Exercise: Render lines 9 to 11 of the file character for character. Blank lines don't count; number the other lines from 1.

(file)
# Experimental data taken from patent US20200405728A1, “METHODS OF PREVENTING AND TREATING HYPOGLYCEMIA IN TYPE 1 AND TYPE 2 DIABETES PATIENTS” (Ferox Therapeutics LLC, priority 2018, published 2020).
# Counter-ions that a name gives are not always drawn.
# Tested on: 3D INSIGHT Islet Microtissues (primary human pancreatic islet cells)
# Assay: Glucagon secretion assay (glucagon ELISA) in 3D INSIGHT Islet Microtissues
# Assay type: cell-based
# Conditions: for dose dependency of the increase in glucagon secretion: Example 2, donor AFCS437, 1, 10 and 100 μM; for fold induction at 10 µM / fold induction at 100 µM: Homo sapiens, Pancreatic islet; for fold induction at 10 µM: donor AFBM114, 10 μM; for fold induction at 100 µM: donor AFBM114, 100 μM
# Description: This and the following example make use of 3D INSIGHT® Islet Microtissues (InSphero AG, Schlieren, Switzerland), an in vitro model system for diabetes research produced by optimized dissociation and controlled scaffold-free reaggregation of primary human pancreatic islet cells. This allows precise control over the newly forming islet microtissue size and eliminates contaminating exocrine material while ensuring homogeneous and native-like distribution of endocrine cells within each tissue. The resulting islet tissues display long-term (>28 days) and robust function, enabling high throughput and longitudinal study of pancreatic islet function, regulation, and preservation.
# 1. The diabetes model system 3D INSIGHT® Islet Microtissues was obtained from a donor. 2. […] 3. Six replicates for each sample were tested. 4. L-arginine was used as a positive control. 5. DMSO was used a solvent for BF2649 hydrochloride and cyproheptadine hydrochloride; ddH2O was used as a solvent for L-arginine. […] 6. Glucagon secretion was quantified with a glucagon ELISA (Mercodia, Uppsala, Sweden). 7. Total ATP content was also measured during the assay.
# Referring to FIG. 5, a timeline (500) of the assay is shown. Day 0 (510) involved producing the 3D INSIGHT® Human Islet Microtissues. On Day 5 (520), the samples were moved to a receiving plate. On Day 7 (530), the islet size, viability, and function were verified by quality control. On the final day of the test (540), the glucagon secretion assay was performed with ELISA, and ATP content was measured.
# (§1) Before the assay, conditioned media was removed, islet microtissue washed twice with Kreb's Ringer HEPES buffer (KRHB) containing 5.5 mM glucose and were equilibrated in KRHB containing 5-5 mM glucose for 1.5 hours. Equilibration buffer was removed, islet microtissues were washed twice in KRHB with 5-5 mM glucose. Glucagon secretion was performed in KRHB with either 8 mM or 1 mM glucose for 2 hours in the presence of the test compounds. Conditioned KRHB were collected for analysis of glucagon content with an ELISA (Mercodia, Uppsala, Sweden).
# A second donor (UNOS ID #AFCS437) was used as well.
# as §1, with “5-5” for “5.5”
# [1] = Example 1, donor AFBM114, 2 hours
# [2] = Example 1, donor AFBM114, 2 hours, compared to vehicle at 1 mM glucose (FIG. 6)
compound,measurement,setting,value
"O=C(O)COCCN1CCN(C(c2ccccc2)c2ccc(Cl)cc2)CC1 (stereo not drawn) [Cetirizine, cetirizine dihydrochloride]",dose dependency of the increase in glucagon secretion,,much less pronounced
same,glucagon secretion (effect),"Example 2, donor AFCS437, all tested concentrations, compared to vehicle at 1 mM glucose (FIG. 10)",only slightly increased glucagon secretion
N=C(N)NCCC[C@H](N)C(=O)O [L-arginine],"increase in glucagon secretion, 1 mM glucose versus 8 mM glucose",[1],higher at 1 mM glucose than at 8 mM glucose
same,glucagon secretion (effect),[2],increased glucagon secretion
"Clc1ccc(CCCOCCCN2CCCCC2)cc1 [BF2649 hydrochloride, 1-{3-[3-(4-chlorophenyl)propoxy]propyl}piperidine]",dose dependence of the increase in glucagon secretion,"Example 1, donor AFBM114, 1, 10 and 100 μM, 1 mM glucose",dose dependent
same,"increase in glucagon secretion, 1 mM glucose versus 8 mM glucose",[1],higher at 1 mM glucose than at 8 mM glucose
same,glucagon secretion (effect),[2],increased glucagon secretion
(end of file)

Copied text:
# Referring to FIG. 5, a timeline (500) of the assay is shown. Day 0 (510) involved producing the 3D INSIGHT® Human Islet Microtissues. On Day 5 (520), the samples were moved to a receiving plate. On Day 7 (530), the islet size, viability, and function were verified by quality control. On the final day of the test (540), the glucagon secretion assay was performed with ELISA, and ATP content was measured.
# (§1) Before the assay, conditioned media was removed, islet microtissue washed twice with Kreb's Ringer HEPES buffer (KRHB) containing 5.5 mM glucose and were equilibrated in KRHB containing 5-5 mM glucose for 1.5 hours. Equilibration buffer was removed, islet microtissues were washed twice in KRHB with 5-5 mM glucose. Glucagon secretion was performed in KRHB with either 8 mM or 1 mM glucose for 2 hours in the presence of the test compounds. Conditioned KRHB were collected for analysis of glucagon content with an ELISA (Mercodia, Uppsala, Sweden).
# A second donor (UNOS ID #AFCS437) was used as well.